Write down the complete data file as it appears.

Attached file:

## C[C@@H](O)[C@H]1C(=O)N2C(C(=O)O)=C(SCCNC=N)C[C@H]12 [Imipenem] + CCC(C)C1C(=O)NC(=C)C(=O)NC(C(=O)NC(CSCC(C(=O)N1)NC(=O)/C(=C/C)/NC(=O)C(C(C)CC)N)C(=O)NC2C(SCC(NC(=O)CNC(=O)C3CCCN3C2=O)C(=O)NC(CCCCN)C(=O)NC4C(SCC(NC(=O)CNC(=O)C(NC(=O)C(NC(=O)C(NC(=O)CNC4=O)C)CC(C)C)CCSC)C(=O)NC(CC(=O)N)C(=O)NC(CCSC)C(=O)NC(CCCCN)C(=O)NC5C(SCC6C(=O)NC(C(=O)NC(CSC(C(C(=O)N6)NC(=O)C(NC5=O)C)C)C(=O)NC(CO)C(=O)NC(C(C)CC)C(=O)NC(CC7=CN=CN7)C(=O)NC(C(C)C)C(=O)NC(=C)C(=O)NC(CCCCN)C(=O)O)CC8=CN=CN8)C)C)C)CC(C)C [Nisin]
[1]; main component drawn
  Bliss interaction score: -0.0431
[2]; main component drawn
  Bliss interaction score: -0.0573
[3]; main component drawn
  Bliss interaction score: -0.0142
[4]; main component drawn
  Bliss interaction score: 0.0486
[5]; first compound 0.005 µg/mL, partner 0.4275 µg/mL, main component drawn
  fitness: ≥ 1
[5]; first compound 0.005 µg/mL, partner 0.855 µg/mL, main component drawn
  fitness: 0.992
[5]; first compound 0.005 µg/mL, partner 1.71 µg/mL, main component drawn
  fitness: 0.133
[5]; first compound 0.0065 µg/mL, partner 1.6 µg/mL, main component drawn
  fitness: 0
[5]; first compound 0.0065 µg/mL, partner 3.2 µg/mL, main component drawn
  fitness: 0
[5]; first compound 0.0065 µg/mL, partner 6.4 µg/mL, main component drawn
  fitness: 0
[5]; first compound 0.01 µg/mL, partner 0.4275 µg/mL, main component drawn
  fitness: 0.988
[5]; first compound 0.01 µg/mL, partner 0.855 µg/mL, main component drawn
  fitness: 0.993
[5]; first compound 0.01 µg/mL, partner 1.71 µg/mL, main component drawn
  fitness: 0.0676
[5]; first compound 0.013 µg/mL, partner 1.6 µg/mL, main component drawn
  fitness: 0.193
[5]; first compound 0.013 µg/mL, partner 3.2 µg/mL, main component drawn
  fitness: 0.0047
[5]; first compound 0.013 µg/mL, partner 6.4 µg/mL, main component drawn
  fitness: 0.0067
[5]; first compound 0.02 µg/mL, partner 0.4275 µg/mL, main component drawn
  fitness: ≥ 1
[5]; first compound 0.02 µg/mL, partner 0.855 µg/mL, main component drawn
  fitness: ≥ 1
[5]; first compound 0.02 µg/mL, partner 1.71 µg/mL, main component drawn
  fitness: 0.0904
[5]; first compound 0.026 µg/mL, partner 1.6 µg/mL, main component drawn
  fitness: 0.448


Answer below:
## C[C@@H](O)[C@H]1C(=O)N2C(C(=O)O)=C(SCCNC=N)C[C@H]12 [Imipenem] + CCC(C)C1C(=O)NC(=C)C(=O)NC(C(=O)NC(CSCC(C(=O)N1)NC(=O)/C(=C/C)/NC(=O)C(C(C)CC)N)C(=O)NC2C(SCC(NC(=O)CNC(=O)C3CCCN3C2=O)C(=O)NC(CCCCN)C(=O)NC4C(SCC(NC(=O)CNC(=O)C(NC(=O)C(NC(=O)C(NC(=O)CNC4=O)C)CC(C)C)CCSC)C(=O)NC(CC(=O)N)C(=O)NC(CCSC)C(=O)NC(CCCCN)C(=O)NC5C(SCC6C(=O)NC(C(=O)NC(CSC(C(C(=O)N6)NC(=O)C(NC5=O)C)C)C(=O)NC(CO)C(=O)NC(C(C)CC)C(=O)NC(CC7=CN=CN7)C(=O)NC(C(C)C)C(=O)NC(=C)C(=O)NC(CCCCN)C(=O)O)CC8=CN=CN8)C)C)C)CC(C)C [Nisin]
[1]; main component drawn
  Bliss interaction score: -0.0431
[2]; main component drawn
  Bliss interaction score: -0.0573
[3]; main component drawn
  Bliss interaction score: -0.0142
[4]; main component drawn
  Bliss interaction score: 0.0486
[5]; first compound 0.005 µg/mL, partner 0.4275 µg/mL, main component drawn
  fitness: ≥ 1
[5]; first compound 0.005 µg/mL, partner 0.855 µg/mL, main component drawn
  fitness: 0.992
[5]; first compound 0.005 µg/mL, partner 1.71 µg/mL, main component drawn
  fitness: 0.133
[5]; first compound 0.0065 µg/mL, partner 1.6 µg/mL, main component drawn
  fitness: 0
[5]; first compound 0.0065 µg/mL, partner 3.2 µg/mL, main component drawn
  fitness: 0
[5]; first compound 0.0065 µg/mL, partner 6.4 µg/mL, main component drawn
  fitness: 0
[5]; first compound 0.01 µg/mL, partner 0.4275 µg/mL, main component drawn
  fitness: 0.988
[5]; first compound 0.01 µg/mL, partner 0.855 µg/mL, main component drawn
  fitness: 0.993
[5]; first compound 0.01 µg/mL, partner 1.71 µg/mL, main component drawn
  fitness: 0.0676
[5]; first compound 0.013 µg/mL, partner 1.6 µg/mL, main component drawn
  fitness: 0.193
[5]; first compound 0.013 µg/mL, partner 3.2 µg/mL, main component drawn
  fitness: 0.0047
[5]; first compound 0.013 µg/mL, partner 6.4 µg/mL, main component drawn
  fitness: 0.0067
[5]; first compound 0.02 µg/mL, partner 0.4275 µg/mL, main component drawn
  fitness: ≥ 1
[5]; first compound 0.02 µg/mL, partner 0.855 µg/mL, main component drawn
  fitness: ≥ 1
[5]; first compound 0.02 µg/mL, partner 1.71 µg/mL, main component drawn
  fitness: 0.0904
[5]; first compound 0.026 µg/mL, partner 1.6 µg/mL, main component drawn
  fitness: 0.448